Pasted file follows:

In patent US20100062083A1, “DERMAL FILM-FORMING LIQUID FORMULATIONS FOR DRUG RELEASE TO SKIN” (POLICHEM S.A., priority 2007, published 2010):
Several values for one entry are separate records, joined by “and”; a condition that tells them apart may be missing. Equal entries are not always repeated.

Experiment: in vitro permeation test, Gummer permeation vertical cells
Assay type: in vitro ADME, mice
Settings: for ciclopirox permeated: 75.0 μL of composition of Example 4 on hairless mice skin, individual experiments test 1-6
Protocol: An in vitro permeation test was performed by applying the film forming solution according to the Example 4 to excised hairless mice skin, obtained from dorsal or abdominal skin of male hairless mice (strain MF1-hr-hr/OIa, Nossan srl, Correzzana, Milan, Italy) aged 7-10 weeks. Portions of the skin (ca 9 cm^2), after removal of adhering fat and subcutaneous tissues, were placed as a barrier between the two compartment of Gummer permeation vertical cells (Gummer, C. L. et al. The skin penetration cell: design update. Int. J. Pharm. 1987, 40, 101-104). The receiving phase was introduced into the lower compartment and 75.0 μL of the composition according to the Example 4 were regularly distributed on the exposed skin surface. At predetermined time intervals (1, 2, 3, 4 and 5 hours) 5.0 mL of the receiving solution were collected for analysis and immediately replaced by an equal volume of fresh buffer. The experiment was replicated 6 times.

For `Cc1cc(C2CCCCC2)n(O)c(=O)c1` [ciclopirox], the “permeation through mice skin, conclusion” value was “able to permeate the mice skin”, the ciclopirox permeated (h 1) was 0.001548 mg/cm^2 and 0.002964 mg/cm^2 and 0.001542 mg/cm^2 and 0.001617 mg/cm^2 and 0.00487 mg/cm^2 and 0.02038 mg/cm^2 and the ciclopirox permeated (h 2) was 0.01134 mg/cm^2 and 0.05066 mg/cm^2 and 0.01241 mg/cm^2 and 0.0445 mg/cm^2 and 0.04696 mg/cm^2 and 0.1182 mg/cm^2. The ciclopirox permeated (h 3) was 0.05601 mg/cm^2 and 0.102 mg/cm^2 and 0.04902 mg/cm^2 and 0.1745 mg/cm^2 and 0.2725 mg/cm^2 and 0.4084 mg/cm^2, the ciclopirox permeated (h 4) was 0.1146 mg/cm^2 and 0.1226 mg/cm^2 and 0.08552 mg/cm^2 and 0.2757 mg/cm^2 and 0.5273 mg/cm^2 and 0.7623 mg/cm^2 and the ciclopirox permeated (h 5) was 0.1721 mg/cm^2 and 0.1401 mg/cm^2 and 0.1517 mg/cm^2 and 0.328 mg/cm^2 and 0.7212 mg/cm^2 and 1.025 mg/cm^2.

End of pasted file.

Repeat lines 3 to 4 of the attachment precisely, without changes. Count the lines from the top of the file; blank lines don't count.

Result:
Experiment: in vitro permeation test, Gummer permeation vertical cells
Assay type: in vitro ADME, mice